Subject: General Tech | July 3, 2013 - 04:37 AM | Tim Verry
Tagged: r6100, netgear, 802.11n, 802.11ac, 5GHz wifi, 2.4GHz
Netgear recently launched a new budget 802.11ac wireless router called the R6100. The new R6100 joins the existing 802.11ac family, but at a much lower price point. It is available now with an MSRP of $99.
The Netgear R6100 closely resembles the angled square R6200 with a glossy black finish and blue accents. The router features simultaneous dual-band 2.4GHz 802.11 a/b/g/n Wi-Fi and 5GHz 802.11ac radios. The theoretical maximum throughput is 300 Mbps on the 2.4GHz 802.11n and 867 Mbps on the 5GHz (802.11ac) band.
In many ways, the R6100 is identical to the R6200. However, in order to get the price below $100, Netgear cut out the Gigabit Ethernet ports used in the R6200 in favor of five 10/100 ports (one WAN, four LAN).
In addition to the networking hardware, the R6100 includes guest network support, AirPrint wireless printing support (for Apple devices), EZ Mobile Connect technology which allows user to connect to the network by scanning a QR code, a USB port for connecting a hard drive, a DLNA server for streaming media to DLNA-compatible devices, and live parental controls.
Overall, the Netgear R6100 looks to be a decent router that offers up a cheap transition path to the latest 802.11ac Wi-Fi standard while simultaneously supporting legacy devices. It should work well with wireless devices, including the new Galaxy SIV and HTC One smartphones as well as motherboards with bundled ac mini-PCIe cards. On the other hand, the loss of Gigabit Ethernet ports is a hard pill to swallow for enthusiasts. If you use wired connections on some of your machines and transfer large files, i would recommend saving up the extra $50 and instead getting the $149 R6200 (or staying with your current router if you do not plan to use devices with 802.11ac hardware, of course).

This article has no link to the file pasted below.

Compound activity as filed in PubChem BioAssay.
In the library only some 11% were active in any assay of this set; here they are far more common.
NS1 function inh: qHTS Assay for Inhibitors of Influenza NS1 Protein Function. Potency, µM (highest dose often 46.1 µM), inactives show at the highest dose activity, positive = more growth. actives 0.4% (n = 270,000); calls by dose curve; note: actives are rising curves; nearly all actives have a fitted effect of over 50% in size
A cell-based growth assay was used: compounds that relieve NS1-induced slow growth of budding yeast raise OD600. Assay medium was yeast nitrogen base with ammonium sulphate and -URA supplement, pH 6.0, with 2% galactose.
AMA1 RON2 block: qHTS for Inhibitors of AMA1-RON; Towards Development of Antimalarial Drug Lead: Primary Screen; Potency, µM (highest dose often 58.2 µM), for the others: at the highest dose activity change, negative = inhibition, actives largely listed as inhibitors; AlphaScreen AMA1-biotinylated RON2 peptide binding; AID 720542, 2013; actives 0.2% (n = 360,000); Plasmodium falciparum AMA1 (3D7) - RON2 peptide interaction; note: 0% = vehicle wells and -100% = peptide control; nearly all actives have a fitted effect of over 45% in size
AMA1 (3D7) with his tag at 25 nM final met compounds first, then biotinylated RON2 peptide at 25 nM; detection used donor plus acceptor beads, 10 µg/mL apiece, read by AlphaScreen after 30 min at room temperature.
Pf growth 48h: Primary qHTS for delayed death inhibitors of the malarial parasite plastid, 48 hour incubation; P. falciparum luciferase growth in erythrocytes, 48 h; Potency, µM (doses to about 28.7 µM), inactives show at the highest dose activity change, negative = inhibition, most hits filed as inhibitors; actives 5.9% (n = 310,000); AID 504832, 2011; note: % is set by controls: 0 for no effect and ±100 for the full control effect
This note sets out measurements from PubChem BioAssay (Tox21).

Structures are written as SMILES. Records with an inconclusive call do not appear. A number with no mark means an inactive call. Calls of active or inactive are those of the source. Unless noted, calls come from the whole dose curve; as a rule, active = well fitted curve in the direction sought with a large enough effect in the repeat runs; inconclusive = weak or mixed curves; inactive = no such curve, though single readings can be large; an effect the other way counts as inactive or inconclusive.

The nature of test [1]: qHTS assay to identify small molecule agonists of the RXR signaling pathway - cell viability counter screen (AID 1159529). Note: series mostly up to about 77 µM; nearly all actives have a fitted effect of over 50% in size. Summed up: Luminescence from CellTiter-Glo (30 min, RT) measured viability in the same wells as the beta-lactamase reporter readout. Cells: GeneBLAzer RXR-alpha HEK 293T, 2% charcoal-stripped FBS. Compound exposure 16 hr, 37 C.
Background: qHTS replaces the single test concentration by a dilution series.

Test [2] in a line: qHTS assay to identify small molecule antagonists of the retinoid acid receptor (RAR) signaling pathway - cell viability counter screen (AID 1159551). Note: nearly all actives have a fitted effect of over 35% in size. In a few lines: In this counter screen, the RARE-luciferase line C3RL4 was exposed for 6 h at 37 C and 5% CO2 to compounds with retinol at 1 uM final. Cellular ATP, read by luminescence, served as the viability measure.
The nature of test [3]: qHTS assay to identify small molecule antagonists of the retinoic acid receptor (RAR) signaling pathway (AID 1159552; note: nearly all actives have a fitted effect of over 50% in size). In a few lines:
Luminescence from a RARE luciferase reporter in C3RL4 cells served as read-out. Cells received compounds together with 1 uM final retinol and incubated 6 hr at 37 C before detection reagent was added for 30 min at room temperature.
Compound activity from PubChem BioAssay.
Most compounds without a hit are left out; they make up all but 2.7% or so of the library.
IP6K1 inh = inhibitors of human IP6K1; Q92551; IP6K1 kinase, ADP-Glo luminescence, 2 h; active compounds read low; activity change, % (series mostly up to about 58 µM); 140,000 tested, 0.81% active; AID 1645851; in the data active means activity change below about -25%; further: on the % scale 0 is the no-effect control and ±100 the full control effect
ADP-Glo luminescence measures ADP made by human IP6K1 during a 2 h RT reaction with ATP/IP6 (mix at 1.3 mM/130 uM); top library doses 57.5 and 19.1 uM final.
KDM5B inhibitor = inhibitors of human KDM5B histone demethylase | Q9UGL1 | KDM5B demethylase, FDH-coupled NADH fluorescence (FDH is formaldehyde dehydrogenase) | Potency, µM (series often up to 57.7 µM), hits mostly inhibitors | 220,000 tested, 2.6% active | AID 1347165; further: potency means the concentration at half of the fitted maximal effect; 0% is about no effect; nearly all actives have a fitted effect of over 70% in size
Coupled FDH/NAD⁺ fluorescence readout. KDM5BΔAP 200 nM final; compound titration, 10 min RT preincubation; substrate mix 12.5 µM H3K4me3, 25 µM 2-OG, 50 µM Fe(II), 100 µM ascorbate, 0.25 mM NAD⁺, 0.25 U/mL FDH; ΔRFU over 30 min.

Subject: Networking | April 14, 2013 - 11:28 PM | Tim Verry
Tagged: skydog, gigabit router, 5GHz wifi
A new piece of networking hardware from PowerCloud Systems recently emerged on popular crowd-funding site Kickstarter. Aimed at consumers, the Skydog router is paired with a web interface and mobile application that makes managing your home network extremely accessible.
The Skydog router hardware itself has already passed regulatory certifications, and the super early bird backers will each get one of 250 pre-production units. The router features five Gigabit Ethernet ports (one port is for the WAN), a USB port, and a dual-band 802.11n Wi-Fi radio. The Wi-Fi radio can operate on the 2.4GHz and 5GHz bands simultaneously, and has a maximum rated throughput of 300Mbps per band. The router chassis measures 17 x 11 x 2.5cm and includes a number of blue indicator LEDs on the top-front edge. The USB port is not currently supported, but is there for future feature updates.
Where Skydog differentiates itself from the crowd is in the software. After connecting the router to your modem and computers, you can log into the web interface. It will prompt you for either a Google or Skydog account, and then will reportedly automatically configure itself. The software supports Quality of Service (QoS) features that will allow you to prioritize certain traffic and/or to give bandwidth priority to certain users. The web interface will show you network statistics, connected devices, device signal strength, track and notify users of network issues (for example, the internet going down) via the Skydog mobile app, and track and restrict the websites users visit. Further, the administrator can set up schedules on a per-user basis. The schedules can restrict usage by approved time slices and by bandwidth limits. It will notify users when they are approaching the allotted time or bandwidth limit via the mobile app. Real time notifications include ISP connection issues, guests requesting access to the network, and the above-mentioned bandwidth limit notifications.